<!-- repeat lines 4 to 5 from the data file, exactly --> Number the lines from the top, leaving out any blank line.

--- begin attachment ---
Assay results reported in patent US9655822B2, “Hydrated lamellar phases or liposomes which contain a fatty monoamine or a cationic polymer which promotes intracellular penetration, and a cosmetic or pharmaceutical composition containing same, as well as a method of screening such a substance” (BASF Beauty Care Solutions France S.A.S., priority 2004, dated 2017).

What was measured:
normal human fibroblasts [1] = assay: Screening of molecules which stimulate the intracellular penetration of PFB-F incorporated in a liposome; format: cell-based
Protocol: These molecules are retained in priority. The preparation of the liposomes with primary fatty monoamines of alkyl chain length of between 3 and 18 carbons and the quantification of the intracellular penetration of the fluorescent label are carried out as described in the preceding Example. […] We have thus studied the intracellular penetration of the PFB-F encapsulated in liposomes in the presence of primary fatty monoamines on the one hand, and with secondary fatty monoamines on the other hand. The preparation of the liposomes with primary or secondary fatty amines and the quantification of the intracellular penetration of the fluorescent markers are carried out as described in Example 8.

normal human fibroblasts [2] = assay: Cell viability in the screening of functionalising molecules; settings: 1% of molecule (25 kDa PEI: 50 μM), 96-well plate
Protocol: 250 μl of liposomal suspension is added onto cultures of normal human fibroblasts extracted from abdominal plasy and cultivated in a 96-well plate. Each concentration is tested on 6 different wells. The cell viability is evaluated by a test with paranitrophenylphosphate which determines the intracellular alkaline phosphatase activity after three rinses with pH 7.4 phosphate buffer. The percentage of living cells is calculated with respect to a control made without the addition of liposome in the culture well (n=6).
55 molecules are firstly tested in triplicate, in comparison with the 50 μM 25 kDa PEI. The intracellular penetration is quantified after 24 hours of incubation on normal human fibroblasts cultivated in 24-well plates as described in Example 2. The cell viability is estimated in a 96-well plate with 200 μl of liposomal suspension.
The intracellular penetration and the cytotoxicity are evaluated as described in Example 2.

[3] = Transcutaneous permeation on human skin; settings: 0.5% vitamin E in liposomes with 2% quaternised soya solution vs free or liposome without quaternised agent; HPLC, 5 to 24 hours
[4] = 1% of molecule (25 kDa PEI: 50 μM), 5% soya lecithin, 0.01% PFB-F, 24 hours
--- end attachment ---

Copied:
Protocol: These molecules are retained in priority. The preparation of the liposomes with primary fatty monoamines of alkyl chain length of between 3 and 18 carbons and the quantification of the intracellular penetration of the fluorescent label are carried out as described in the preceding Example. […] We have thus studied the intracellular penetration of the PFB-F encapsulated in liposomes in the presence of primary fatty monoamines on the one hand, and with secondary fatty monoamines on the other hand. The preparation of the liposomes with primary or secondary fatty amines and the quantification of the intracellular penetration of the fluorescent markers are carried out as described in Example 8.

normal human fibroblasts [2] = assay: Cell viability in the screening of functionalising molecules; settings: 1% of molecule (25 kDa PEI: 50 μM), 96-well plate